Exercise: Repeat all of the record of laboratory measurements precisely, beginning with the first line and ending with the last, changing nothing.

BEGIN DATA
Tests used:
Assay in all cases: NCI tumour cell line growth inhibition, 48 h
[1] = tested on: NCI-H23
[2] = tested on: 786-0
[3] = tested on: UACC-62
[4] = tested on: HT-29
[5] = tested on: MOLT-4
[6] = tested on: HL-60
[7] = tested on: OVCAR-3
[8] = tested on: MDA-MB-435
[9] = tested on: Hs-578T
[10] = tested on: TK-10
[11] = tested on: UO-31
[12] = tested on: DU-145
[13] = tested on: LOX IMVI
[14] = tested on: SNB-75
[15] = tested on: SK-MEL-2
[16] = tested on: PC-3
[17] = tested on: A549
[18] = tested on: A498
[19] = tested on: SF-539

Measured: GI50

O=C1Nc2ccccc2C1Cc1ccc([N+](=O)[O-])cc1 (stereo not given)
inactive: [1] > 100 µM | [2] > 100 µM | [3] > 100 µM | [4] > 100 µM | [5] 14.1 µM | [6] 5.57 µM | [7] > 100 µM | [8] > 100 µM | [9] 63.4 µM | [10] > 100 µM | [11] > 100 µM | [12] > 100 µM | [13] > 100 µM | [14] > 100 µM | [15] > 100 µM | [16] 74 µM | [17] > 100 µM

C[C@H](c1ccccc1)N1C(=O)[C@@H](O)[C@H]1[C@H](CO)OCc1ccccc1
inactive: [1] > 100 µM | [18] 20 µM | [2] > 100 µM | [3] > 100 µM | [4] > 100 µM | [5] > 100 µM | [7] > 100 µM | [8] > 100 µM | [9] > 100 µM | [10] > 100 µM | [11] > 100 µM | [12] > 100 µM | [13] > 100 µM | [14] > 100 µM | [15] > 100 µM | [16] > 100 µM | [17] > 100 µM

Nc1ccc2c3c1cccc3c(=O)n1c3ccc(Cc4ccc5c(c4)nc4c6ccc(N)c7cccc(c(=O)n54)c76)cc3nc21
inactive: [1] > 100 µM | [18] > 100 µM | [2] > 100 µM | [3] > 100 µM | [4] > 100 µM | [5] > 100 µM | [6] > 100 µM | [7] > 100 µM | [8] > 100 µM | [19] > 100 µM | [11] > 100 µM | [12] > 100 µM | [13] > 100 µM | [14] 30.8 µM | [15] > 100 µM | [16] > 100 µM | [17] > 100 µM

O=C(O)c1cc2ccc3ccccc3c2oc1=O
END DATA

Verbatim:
Tests used:
Assay in all cases: NCI tumour cell line growth inhibition, 48 h
[1] = tested on: NCI-H23
[2] = tested on: 786-0
[3] = tested on: UACC-62
[4] = tested on: HT-29
[5] = tested on: MOLT-4
[6] = tested on: HL-60
[7] = tested on: OVCAR-3
[8] = tested on: MDA-MB-435
[9] = tested on: Hs-578T
[10] = tested on: TK-10
[11] = tested on: UO-31
[12] = tested on: DU-145
[13] = tested on: LOX IMVI
[14] = tested on: SNB-75
[15] = tested on: SK-MEL-2
[16] = tested on: PC-3
[17] = tested on: A549
[18] = tested on: A498
[19] = tested on: SF-539

Measured: GI50

O=C1Nc2ccccc2C1Cc1ccc([N+](=O)[O-])cc1 (stereo not given)
inactive: [1] > 100 µM | [2] > 100 µM | [3] > 100 µM | [4] > 100 µM | [5] 14.1 µM | [6] 5.57 µM | [7] > 100 µM | [8] > 100 µM | [9] 63.4 µM | [10] > 100 µM | [11] > 100 µM | [12] > 100 µM | [13] > 100 µM | [14] > 100 µM | [15] > 100 µM | [16] 74 µM | [17] > 100 µM

C[C@H](c1ccccc1)N1C(=O)[C@@H](O)[C@H]1[C@H](CO)OCc1ccccc1
inactive: [1] > 100 µM | [18] 20 µM | [2] > 100 µM | [3] > 100 µM | [4] > 100 µM | [5] > 100 µM | [7] > 100 µM | [8] > 100 µM | [9] > 100 µM | [10] > 100 µM | [11] > 100 µM | [12] > 100 µM | [13] > 100 µM | [14] > 100 µM | [15] > 100 µM | [16] > 100 µM | [17] > 100 µM

Nc1ccc2c3c1cccc3c(=O)n1c3ccc(Cc4ccc5c(c4)nc4c6ccc(N)c7cccc(c(=O)n54)c76)cc3nc21
inactive: [1] > 100 µM | [18] > 100 µM | [2] > 100 µM | [3] > 100 µM | [4] > 100 µM | [5] > 100 µM | [6] > 100 µM | [7] > 100 µM | [8] > 100 µM | [19] > 100 µM | [11] > 100 µM | [12] > 100 µM | [13] > 100 µM | [14] 30.8 µM | [15] > 100 µM | [16] > 100 µM | [17] > 100 µM

O=C(O)c1cc2ccc3ccccc3c2oc1=O